Jim O’Neill, former chief economist at the Goldman Sachs Group, in Italy in 2019.
Alessia Pierdomenico | Bloomberg via Getty Image
LONDON – Joe Biden’s presidency would be a bigger problem for the Chinese government than the Donald Trump administration’s nearly four years, economist Jim O’Neill told CNBC’s “Squawk Box Europe” on Friday.
Trump unilaterally adopted a different approach to US-China relations by imposing tariffs on Beijing. The outgoing president often took to Twitter to suspend business practices of the Asian powerhouse, and he began a trade war with China that weighed the global economy.
For example, it differs from the European approach, which often pushes to negotiate commercial disputes with China using traditional institutions such as the World Trade Organization and the G-20.
But President-Elect Biden is also likely to insist on these agreements at a multilateral trade table, which could mean more concrete action when working with China.
O’Neill, a former chief economist at Goldman Sachs and now chairman of Britain’s think tank Chatham House, said, “The notion that the Chinese are more concerned by a Biden administration than a Trump administration.” “Strong philosophical belief” on key issues.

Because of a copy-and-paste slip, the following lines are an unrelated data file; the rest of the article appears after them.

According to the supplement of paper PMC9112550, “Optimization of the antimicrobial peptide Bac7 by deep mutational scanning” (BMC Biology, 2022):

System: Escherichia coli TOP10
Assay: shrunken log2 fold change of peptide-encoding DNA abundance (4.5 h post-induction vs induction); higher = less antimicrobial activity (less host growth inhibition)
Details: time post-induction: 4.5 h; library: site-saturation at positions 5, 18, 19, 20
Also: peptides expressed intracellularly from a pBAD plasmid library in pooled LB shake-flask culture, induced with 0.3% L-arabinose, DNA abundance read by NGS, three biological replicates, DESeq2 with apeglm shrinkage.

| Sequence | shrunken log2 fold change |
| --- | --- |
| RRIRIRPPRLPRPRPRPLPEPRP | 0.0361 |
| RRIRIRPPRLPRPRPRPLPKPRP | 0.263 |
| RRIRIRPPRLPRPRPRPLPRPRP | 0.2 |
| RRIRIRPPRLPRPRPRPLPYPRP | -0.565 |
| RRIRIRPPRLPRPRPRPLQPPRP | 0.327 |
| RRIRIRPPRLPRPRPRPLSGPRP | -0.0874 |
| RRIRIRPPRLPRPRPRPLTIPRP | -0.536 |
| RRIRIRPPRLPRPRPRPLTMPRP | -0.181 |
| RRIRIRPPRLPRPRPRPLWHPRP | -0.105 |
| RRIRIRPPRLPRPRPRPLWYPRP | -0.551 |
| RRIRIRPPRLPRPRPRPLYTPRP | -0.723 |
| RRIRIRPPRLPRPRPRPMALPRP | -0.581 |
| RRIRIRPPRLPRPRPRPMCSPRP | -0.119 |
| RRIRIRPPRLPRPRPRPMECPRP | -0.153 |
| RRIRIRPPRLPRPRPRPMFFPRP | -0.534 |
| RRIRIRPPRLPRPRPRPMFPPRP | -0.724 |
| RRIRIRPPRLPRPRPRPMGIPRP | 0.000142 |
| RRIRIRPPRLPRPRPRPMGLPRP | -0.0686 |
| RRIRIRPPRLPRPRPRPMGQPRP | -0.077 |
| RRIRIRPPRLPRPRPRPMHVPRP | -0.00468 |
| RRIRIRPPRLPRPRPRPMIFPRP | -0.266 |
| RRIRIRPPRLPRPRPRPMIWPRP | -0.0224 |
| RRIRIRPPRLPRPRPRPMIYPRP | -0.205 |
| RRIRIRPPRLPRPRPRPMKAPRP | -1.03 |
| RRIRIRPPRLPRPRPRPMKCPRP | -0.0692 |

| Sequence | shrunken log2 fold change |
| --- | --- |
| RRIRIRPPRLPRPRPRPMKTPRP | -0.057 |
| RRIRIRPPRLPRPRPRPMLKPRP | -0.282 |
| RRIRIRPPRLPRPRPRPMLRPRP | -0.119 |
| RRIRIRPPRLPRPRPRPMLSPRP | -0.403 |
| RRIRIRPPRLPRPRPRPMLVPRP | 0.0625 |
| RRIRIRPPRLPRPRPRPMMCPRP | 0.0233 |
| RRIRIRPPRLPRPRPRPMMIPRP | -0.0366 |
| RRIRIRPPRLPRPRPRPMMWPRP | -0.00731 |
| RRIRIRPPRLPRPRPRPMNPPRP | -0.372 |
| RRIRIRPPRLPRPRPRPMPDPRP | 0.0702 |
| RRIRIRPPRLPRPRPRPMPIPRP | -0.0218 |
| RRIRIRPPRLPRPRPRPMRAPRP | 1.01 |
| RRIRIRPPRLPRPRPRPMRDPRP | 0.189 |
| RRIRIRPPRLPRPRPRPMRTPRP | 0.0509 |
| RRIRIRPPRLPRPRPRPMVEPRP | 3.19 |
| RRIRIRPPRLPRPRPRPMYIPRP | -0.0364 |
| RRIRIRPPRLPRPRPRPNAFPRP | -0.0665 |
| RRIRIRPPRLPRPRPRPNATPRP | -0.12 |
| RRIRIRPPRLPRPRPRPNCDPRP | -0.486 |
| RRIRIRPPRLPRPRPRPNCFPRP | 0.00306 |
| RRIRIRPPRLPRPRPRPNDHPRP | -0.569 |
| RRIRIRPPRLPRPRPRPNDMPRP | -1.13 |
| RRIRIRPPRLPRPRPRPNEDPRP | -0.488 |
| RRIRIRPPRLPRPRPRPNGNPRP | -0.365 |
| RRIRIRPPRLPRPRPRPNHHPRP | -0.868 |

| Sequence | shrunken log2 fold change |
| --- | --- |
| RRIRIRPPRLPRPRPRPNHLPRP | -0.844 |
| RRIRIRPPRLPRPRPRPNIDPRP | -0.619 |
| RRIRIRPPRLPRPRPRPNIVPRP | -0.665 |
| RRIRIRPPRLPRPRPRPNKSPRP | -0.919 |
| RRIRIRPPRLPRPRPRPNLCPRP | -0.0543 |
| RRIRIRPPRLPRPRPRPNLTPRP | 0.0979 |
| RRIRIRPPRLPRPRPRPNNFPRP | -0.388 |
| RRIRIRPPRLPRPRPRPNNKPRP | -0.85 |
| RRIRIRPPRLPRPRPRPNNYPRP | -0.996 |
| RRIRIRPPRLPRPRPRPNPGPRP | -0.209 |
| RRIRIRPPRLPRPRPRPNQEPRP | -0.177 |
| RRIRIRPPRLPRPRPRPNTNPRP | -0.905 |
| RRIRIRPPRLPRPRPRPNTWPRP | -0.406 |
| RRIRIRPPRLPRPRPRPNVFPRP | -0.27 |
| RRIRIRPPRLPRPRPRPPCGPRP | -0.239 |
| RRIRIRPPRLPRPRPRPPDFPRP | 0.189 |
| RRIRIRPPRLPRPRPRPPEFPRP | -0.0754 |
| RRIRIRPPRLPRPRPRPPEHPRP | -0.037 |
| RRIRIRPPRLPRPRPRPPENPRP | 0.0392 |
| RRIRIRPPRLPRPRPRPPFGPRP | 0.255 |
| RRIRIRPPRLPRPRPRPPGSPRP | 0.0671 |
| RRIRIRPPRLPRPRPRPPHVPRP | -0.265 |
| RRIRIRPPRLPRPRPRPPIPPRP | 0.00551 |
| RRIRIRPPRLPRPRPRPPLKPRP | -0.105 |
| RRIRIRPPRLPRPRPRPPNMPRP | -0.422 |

“And, they (Biden’s staff) are going to use the existing multinational forums to capture and try on China according to the standards of such international forums, be it WHO, G20, World Bank, etc., Instead. He said that this type of conversational style is very much in love with Trump.
Chinese President Xi Jinping congratulated Biden for his election victory earlier this week. According to media reports, Xi said he expected the two countries to maintain a sense of “non-conflict, non-confrontation, mutual respect” while managing their differences.
One of the many points of tension between the US and China has been on climate change. Prior to the Trump presidency, Washington and Beijing often spoke on how to deal with increased levels of CO2.
However, America’s climate ambitions changed with Trump, and increased pressure on China to cool its efforts on emissions to some extent. Beijing changed its stance and in September – just a few weeks away from the presidential election in the US – it announced its aim to cut carbon emissions to zero by 2060.
“In an odd way it may already force China to think a little differently,” O’Neill said of the impact of the US election on China.